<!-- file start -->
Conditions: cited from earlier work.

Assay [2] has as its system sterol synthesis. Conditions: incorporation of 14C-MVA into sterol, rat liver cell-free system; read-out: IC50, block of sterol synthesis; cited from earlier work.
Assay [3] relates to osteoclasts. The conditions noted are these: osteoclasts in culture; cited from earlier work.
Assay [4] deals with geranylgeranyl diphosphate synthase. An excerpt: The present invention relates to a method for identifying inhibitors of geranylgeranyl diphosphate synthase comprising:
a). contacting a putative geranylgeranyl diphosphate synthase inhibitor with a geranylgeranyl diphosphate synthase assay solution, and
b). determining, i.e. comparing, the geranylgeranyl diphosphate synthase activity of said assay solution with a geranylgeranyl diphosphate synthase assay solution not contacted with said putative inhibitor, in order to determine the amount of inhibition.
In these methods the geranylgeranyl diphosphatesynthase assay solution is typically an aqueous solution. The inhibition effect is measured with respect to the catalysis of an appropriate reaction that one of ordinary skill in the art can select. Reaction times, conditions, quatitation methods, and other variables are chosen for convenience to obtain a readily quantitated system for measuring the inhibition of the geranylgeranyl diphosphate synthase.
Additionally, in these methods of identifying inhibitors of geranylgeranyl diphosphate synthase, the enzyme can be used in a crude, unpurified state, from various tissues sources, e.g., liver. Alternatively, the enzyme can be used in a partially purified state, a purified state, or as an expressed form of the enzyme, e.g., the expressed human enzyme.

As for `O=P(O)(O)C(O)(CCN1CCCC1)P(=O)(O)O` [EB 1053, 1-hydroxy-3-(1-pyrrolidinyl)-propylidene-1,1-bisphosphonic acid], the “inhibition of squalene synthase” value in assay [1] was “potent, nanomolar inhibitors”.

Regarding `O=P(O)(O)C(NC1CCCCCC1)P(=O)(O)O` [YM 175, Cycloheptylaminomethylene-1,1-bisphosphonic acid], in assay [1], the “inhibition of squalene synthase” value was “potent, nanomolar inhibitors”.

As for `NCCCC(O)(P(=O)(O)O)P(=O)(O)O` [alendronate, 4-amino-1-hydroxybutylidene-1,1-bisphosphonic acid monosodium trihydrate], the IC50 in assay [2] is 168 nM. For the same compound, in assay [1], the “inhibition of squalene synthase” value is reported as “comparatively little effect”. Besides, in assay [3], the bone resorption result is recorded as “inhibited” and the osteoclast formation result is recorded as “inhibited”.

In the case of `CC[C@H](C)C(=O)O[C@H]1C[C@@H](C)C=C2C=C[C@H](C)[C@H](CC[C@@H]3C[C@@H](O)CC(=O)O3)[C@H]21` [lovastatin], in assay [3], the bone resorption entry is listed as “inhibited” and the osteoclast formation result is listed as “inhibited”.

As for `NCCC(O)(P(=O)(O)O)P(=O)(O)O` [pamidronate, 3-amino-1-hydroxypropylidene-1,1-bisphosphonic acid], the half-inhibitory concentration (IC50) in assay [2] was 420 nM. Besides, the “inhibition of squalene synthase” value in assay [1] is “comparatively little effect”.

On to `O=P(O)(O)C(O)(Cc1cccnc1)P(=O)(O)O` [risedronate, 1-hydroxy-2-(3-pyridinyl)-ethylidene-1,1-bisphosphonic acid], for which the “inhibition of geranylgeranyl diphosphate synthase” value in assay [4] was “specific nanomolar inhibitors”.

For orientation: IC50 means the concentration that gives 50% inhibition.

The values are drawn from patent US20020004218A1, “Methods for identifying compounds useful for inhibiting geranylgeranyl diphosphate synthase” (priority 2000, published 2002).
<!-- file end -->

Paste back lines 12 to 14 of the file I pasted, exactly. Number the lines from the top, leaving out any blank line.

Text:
In the case of `CC[C@H](C)C(=O)O[C@H]1C[C@@H](C)C=C2C=C[C@H](C)[C@H](CC[C@@H]3C[C@@H](O)CC(=O)O3)[C@H]21` [lovastatin], in assay [3], the bone resorption entry is listed as “inhibited” and the osteoclast formation result is listed as “inhibited”.

As for `NCCC(O)(P(=O)(O)O)P(=O)(O)O` [pamidronate, 3-amino-1-hydroxypropylidene-1,1-bisphosphonic acid], the half-inhibitory concentration (IC50) in assay [2] was 420 nM. Besides, the “inhibition of squalene synthase” value in assay [1] is “comparatively little effect”.

On to `O=P(O)(O)C(O)(Cc1cccnc1)P(=O)(O)O` [risedronate, 1-hydroxy-2-(3-pyridinyl)-ethylidene-1,1-bisphosphonic acid], for which the “inhibition of geranylgeranyl diphosphate synthase” value in assay [4] was “specific nanomolar inhibitors”.